- Indeed, pro bono legal work is a two-way street. Not only will you better appreciate the legal problems that the man in the street may face, many with their own stories to tell – some bittersweet, some tragic, some heart-warming, and occasionally, triumphant - you will derive rewards of the heart which cannot be measured in dollars and cents. .
- I am hopeful that those of you on the programme, and your classmates, will follow in the footsteps of many volunteer lawyers who have served the less privileged so well in the past, including those who help the Legal Aid Bureau as assigned solicitors. Currently, there are more than 200 such active volunteer lawyers. They take on the Bureau’s cases, giving them the same time, effort and energy as their private cases. Take the example of Ms. Linda Tay who is one of the Legal Aid Bureau’s most dedicated assigned solicitors.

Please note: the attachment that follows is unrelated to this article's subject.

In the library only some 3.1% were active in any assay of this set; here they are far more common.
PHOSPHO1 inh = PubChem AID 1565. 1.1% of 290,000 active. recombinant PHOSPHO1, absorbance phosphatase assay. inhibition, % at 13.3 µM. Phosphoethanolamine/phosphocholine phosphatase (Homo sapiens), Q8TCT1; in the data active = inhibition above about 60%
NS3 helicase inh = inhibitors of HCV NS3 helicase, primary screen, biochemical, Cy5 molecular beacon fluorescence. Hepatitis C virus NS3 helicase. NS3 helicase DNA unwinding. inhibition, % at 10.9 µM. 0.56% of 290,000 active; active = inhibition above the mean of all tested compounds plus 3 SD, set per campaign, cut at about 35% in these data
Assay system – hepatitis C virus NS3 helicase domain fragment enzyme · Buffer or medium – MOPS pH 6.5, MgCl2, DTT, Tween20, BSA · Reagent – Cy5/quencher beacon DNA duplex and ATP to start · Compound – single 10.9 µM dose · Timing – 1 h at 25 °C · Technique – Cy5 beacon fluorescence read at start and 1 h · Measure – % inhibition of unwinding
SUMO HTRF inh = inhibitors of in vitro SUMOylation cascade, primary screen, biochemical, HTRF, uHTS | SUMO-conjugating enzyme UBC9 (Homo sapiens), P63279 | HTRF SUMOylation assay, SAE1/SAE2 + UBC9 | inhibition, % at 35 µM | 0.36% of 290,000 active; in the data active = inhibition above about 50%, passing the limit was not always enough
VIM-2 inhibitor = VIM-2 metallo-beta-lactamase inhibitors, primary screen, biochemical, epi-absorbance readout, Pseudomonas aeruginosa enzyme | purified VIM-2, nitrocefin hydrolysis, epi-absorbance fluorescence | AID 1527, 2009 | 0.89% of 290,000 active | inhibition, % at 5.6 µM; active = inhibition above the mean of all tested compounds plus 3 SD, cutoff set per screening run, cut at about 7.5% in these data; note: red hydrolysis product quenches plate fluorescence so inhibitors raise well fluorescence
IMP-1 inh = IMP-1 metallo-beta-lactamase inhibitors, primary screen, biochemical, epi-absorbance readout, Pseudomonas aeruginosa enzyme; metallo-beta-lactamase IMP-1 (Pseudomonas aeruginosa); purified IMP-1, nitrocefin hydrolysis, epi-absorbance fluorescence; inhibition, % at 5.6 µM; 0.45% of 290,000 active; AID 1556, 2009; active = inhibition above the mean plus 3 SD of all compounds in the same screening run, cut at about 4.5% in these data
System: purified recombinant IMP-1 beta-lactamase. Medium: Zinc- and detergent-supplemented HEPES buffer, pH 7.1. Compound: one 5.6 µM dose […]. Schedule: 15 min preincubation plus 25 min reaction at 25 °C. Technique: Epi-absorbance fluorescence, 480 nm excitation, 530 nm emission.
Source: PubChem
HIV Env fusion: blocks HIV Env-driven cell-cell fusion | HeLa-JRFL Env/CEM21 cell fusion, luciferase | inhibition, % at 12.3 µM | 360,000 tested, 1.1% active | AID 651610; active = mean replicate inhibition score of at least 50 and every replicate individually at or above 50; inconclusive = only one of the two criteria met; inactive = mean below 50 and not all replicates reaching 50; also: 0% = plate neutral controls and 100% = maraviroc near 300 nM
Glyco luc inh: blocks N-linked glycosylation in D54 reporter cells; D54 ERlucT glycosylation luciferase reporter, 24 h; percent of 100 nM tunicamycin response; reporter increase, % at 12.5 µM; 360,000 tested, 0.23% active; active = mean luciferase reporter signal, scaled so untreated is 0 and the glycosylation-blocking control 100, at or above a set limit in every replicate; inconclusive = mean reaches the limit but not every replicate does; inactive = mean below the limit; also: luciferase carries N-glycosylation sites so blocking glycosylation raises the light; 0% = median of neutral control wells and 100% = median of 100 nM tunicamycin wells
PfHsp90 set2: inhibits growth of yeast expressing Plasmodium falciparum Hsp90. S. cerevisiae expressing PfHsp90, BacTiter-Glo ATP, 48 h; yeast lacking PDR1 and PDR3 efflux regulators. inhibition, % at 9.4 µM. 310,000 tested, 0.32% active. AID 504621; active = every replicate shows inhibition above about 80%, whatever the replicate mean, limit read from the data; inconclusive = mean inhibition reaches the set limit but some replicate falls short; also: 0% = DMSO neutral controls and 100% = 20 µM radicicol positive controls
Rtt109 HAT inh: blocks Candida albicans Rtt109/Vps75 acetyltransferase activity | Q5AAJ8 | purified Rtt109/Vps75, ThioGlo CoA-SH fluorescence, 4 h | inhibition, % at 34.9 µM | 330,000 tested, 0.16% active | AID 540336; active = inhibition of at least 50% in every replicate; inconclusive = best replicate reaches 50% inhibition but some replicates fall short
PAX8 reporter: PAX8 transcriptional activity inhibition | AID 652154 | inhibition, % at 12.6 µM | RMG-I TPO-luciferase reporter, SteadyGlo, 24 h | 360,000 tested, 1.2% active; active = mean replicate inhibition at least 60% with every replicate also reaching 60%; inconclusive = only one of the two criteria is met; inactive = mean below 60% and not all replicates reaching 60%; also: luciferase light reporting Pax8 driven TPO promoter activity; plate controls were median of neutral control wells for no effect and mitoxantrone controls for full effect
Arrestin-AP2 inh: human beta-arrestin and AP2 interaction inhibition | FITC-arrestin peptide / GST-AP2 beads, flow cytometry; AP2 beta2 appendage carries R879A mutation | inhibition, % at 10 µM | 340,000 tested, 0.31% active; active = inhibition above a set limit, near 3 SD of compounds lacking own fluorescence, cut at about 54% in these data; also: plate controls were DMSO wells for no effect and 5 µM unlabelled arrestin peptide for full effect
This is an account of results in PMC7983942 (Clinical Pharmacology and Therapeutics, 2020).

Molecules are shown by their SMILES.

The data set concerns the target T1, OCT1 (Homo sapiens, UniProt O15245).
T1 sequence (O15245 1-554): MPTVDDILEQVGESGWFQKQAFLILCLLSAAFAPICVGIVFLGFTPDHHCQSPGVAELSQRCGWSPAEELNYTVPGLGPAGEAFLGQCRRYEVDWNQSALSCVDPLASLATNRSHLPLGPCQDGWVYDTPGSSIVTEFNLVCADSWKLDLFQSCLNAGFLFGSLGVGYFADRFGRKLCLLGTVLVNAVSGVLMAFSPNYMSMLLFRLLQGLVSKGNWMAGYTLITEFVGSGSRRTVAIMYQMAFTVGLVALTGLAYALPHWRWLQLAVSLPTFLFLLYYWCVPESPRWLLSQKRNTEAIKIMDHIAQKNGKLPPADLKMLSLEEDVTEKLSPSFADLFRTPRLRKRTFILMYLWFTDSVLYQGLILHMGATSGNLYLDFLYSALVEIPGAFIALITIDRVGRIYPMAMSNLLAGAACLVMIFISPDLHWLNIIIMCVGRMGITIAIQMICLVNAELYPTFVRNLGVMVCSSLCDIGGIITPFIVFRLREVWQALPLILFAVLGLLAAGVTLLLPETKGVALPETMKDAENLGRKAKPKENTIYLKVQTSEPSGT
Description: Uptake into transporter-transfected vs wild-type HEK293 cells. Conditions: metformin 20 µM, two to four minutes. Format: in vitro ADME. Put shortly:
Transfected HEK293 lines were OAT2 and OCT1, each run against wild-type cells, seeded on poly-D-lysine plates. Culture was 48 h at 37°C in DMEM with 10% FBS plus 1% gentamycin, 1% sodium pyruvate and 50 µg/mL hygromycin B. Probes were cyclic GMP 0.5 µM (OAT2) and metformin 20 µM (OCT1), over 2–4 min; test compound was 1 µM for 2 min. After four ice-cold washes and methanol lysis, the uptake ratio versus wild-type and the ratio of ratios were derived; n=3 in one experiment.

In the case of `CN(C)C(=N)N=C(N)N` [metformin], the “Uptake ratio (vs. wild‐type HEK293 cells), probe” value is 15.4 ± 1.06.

- LAB had assigned Ms Tay a case which involved a man who had two children with his first wife and more with his second. The first wife wanted more maintenance, but the man was so poor that the children from his second marriage barely had enough to eat. In desperation, he tried to gas himself and his family to death in their flat. They were rescued in time. Ms Tay got the maintenance variation application dismissed and social workers helped the man and his second family to get back on their feet. Sometime later, Ms Tay met the man and his children on the train. He turned to his children and said: “This is the lawyer who helped Daddy. Say thank you to her.” I commend Ms Tay for her sterling work for this case, which made a positive difference not just to her client, but to his family as well.